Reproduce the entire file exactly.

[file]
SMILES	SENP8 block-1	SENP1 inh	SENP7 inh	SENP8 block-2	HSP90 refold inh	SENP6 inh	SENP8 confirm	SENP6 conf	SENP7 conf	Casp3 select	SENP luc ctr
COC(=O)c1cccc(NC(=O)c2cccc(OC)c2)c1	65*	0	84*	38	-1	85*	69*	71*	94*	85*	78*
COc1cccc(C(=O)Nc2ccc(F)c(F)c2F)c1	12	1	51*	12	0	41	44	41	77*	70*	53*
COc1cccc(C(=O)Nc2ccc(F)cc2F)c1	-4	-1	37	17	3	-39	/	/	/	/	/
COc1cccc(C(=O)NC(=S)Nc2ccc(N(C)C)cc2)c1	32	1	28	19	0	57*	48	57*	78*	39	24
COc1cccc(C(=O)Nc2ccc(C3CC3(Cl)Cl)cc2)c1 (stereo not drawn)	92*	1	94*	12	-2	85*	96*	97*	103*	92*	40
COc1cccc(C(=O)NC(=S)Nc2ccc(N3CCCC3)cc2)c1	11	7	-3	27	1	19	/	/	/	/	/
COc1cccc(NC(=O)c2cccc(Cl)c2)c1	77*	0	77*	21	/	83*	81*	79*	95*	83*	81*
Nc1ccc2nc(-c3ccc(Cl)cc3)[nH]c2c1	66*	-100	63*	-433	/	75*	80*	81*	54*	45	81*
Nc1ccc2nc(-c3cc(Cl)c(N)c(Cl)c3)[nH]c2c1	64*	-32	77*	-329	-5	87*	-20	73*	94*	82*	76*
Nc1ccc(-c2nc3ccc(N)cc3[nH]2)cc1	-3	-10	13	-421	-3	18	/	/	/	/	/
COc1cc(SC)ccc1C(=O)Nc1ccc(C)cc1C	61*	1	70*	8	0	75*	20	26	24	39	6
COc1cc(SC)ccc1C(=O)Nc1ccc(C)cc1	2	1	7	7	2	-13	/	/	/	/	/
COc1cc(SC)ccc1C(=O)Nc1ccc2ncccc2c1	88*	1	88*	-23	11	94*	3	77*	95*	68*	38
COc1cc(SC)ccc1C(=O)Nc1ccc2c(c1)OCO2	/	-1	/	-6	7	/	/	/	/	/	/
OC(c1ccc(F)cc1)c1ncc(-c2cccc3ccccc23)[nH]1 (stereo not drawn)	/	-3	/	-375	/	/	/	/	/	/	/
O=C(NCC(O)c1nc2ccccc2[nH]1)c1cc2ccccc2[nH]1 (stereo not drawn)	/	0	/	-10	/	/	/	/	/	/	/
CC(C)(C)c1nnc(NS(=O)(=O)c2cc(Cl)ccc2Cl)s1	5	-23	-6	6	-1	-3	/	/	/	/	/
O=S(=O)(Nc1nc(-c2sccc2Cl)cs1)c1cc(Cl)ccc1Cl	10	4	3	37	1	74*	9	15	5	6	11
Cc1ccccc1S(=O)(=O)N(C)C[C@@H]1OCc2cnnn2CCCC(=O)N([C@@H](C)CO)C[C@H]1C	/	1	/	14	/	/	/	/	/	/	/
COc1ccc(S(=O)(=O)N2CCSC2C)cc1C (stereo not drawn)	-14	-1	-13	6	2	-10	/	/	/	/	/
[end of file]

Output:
SMILES	SENP8 block-1	SENP1 inh	SENP7 inh	SENP8 block-2	HSP90 refold inh	SENP6 inh	SENP8 confirm	SENP6 conf	SENP7 conf	Casp3 select	SENP luc ctr
COC(=O)c1cccc(NC(=O)c2cccc(OC)c2)c1	65*	0	84*	38	-1	85*	69*	71*	94*	85*	78*
COc1cccc(C(=O)Nc2ccc(F)c(F)c2F)c1	12	1	51*	12	0	41	44	41	77*	70*	53*
COc1cccc(C(=O)Nc2ccc(F)cc2F)c1	-4	-1	37	17	3	-39	/	/	/	/	/
COc1cccc(C(=O)NC(=S)Nc2ccc(N(C)C)cc2)c1	32	1	28	19	0	57*	48	57*	78*	39	24
COc1cccc(C(=O)Nc2ccc(C3CC3(Cl)Cl)cc2)c1 (stereo not drawn)	92*	1	94*	12	-2	85*	96*	97*	103*	92*	40
COc1cccc(C(=O)NC(=S)Nc2ccc(N3CCCC3)cc2)c1	11	7	-3	27	1	19	/	/	/	/	/
COc1cccc(NC(=O)c2cccc(Cl)c2)c1	77*	0	77*	21	/	83*	81*	79*	95*	83*	81*
Nc1ccc2nc(-c3ccc(Cl)cc3)[nH]c2c1	66*	-100	63*	-433	/	75*	80*	81*	54*	45	81*
Nc1ccc2nc(-c3cc(Cl)c(N)c(Cl)c3)[nH]c2c1	64*	-32	77*	-329	-5	87*	-20	73*	94*	82*	76*
Nc1ccc(-c2nc3ccc(N)cc3[nH]2)cc1	-3	-10	13	-421	-3	18	/	/	/	/	/
COc1cc(SC)ccc1C(=O)Nc1ccc(C)cc1C	61*	1	70*	8	0	75*	20	26	24	39	6
COc1cc(SC)ccc1C(=O)Nc1ccc(C)cc1	2	1	7	7	2	-13	/	/	/	/	/
COc1cc(SC)ccc1C(=O)Nc1ccc2ncccc2c1	88*	1	88*	-23	11	94*	3	77*	95*	68*	38
COc1cc(SC)ccc1C(=O)Nc1ccc2c(c1)OCO2	/	-1	/	-6	7	/	/	/	/	/	/
OC(c1ccc(F)cc1)c1ncc(-c2cccc3ccccc23)[nH]1 (stereo not drawn)	/	-3	/	-375	/	/	/	/	/	/	/
O=C(NCC(O)c1nc2ccccc2[nH]1)c1cc2ccccc2[nH]1 (stereo not drawn)	/	0	/	-10	/	/	/	/	/	/	/
CC(C)(C)c1nnc(NS(=O)(=O)c2cc(Cl)ccc2Cl)s1	5	-23	-6	6	-1	-3	/	/	/	/	/
O=S(=O)(Nc1nc(-c2sccc2Cl)cs1)c1cc(Cl)ccc1Cl	10	4	3	37	1	74*	9	15	5	6	11
Cc1ccccc1S(=O)(=O)N(C)C[C@@H]1OCc2cnnn2CCCC(=O)N([C@@H](C)CO)C[C@H]1C	/	1	/	14	/	/	/	/	/	/	/
COc1ccc(S(=O)(=O)N2CCSC2C)cc1C (stereo not drawn)	-14	-1	-13	6	2	-10	/	/	/	/	/